HD Headphones Review: A-Audio Lyric

Do A-Audio's Lyric headphones give true HD sound?

A-Audio Lyric Over-ear Headphones
Side view of the Liquid Chrome Lyric. Image © A-Audio Headphones, Inc.

The quality of digital music has vastly improved since its humble beginnings. You might remember when MP3s were king and bitrates of 128 Kbps were acceptable. But, not any more. With HD TVs now commonplace, people are also seeking this same level of definition in the music they listen to.

To appeal to the serious listener, the makers of the Lyric headphones, A-Audio, think they have the perfect answer. According to their website they are geared towards music fans who want premium quality listening, coupled with the style and luxury of high-end headphones.

Yet, can these headphones deliver on both audio and build quality for less than $200?

Features & Specifications

Main Features

  • Available in Liquid Chrome or Phantom Black.
  • Passive noise isolation.
  • Memory foam padding.
  • Two 3.5 mm jack inputs.
  • Two choices of audio cables.
  • Ear cups can be swiveled and collapsed.
  • Travel case and polishing cloth.
  •  Two year warranty.

Technical Specifications

  • Frequency Range: 20 - 10,000 Hz.
  • Driver Diameter: 40 mm.
  • Driver type: Mylar / Neodymium.
  • Sensitivity: 100dB +/-3dB.
  • Impedance: 16 Ohm.
  • Headphone type: Over-ear.

Package Contents

  • Lyric HD Headphones.
  • 2 x audio cables (one with microphone / remote control).
  • Travel case.
  • Polishing cloth.
  • Quick user guide.
  • Two year warranty card  (activate within 30 days of purchase date).

Style And Design

The first thing that hits you about the Lyrics is the obvious visuals. The version I received for the review was the Liquid Chrome. The polished metal look is impressive and covers not only the ear cups, but the lower part of the headband too. There's also hexagonal detailing on each ear cup with screws to match. This is finished off with A-Audio's logo in relief detail. All this makes for a great looking pair of headphones. 

But, its not all style over substance. The materials that have been used in the construction is also impressive. For instance, the audio drivers are made using Mylar. This is not only a light-weight material, but also strong which is ideal (in theory anyway) for producing high definition audio. Attention to detail has also been focused elsewhere too. The headband has a memory foam filling which is encased in a diamond quilted  fabric. This makes them very comfortable to wear -- even after an hour I didn't feel any discomfort.

The other design aspect worth a mention is in the movement of the ear cups. They can be swiveled to aid in a more comfortable fit and can also be collapsed inwards for storing in the sturdy travel case you get.

The company say their design has been inspired by classic cars and luxury timepieces. Overall, I would say it works very well, and the build quality certainly shines through too.

Cables And Connections

You actually get two cables with the Lyric. One is a standard audio cable that has 3.5 mm jack plugs at each end (one being angled). The other cable you get comes with a microphone / remote control which may be more useful if listening on an iPhone for example. The remote comes with three buttons which is a lot easier to use than the single button cables you normally get.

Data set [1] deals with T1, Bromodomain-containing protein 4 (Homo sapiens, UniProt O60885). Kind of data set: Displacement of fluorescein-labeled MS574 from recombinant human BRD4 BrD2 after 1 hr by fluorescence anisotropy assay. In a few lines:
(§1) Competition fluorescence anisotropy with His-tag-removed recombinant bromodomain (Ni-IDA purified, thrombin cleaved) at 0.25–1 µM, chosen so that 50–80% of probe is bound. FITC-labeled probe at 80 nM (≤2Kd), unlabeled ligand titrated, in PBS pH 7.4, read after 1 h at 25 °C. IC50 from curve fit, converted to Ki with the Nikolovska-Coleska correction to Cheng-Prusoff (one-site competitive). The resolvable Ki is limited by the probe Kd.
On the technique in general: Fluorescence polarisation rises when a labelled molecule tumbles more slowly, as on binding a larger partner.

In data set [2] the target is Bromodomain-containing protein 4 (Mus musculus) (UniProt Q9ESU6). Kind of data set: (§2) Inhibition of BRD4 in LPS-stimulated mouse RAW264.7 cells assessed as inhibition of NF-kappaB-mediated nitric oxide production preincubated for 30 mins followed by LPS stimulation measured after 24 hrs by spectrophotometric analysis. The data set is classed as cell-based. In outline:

Both cables feel well made and have a decent amount of rubberized outer sheathing.

When looking at the Lyric headphones you'll notice that there are two jack plug connections. It's useful I suppose in having the choice of which one you plug the audio cable in. The company say that this feature is also great for sharing music with someone. However,  using one ear cup each might be a bit of a squeeze. That said, an interesting design feature which might come in useful.

Audio Performance

Do the Lyric headphones sound as good as they look?

To get the real picture of how they sound, I listened to a selection of songs that covered quite a spread of genres. I tried to include music tracks that had as many different frequencies as possible in order to fully test out the headphones.

The first thing I noticed is how well pronounced the bass is on these headphones. The sound signature of the audio drivers really lean towards this end of the frequency spectrum. They produce well-rounded deep lows, but, it's not over done. Looking towards the mid to highs, there's a nice level of detail but they don't go as high as some headphones I've listened too. Vocals are clear without any top-end hiss which gives a nice mellow blend to the mix.

Overall, a great sounding pair of headphones that give a lot of audio detail.

Conclusion

Headphones that promise HD audio can sometimes be a let down. But, this isn't the case the A-Audio Lyric. Not only do they impress with their stylish design and quality materials, but also in the audio department too. There's plenty of audio detail and the bass is especially well presented in the mix. So, if you like this area to be prominent in the music you listen to, you'll get on great with these headphones.

If you're serious about digital music listening, and either have a library of lossless music or listen to high quality streams, then the A-Audio Lyric headphones are a smart choice.

Disclosure: Review samples were provided by the manufacturer. For more information, please see our Ethics Policy.